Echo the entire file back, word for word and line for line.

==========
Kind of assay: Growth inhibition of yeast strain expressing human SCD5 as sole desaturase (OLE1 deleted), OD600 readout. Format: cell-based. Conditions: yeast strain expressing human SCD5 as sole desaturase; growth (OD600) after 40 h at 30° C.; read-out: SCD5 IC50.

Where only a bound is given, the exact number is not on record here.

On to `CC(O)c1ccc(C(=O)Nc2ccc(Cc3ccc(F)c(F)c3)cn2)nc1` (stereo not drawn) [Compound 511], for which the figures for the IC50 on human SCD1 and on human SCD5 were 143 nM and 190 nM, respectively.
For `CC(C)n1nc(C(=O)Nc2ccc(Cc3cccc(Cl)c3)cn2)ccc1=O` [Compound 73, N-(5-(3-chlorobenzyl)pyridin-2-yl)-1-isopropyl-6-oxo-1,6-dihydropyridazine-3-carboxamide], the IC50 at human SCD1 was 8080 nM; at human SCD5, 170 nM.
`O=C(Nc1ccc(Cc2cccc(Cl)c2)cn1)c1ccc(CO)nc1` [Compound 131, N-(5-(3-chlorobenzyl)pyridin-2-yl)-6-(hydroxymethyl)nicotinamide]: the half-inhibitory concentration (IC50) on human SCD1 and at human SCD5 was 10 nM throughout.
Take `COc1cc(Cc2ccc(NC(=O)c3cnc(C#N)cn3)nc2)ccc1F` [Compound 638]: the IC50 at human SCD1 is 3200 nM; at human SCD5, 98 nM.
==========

Kind of assay: Growth inhibition of yeast strain expressing human SCD5 as sole desaturase (OLE1 deleted), OD600 readout. Format: cell-based. Conditions: yeast strain expressing human SCD5 as sole desaturase; growth (OD600) after 40 h at 30° C.; read-out: SCD5 IC50.

Where only a bound is given, the exact number is not on record here.

On to `CC(O)c1ccc(C(=O)Nc2ccc(Cc3ccc(F)c(F)c3)cn2)nc1` (stereo not drawn) [Compound 511], for which the figures for the IC50 on human SCD1 and on human SCD5 were 143 nM and 190 nM, respectively.
For `CC(C)n1nc(C(=O)Nc2ccc(Cc3cccc(Cl)c3)cn2)ccc1=O` [Compound 73, N-(5-(3-chlorobenzyl)pyridin-2-yl)-1-isopropyl-6-oxo-1,6-dihydropyridazine-3-carboxamide], the IC50 at human SCD1 was 8080 nM; at human SCD5, 170 nM.
`O=C(Nc1ccc(Cc2cccc(Cl)c2)cn1)c1ccc(CO)nc1` [Compound 131, N-(5-(3-chlorobenzyl)pyridin-2-yl)-6-(hydroxymethyl)nicotinamide]: the half-inhibitory concentration (IC50) on human SCD1 and at human SCD5 was 10 nM throughout.
Take `COc1cc(Cc2ccc(NC(=O)c3cnc(C#N)cn3)nc2)ccc1F` [Compound 638]: the IC50 at human SCD1 is 3200 nM; at human SCD5, 98 nM.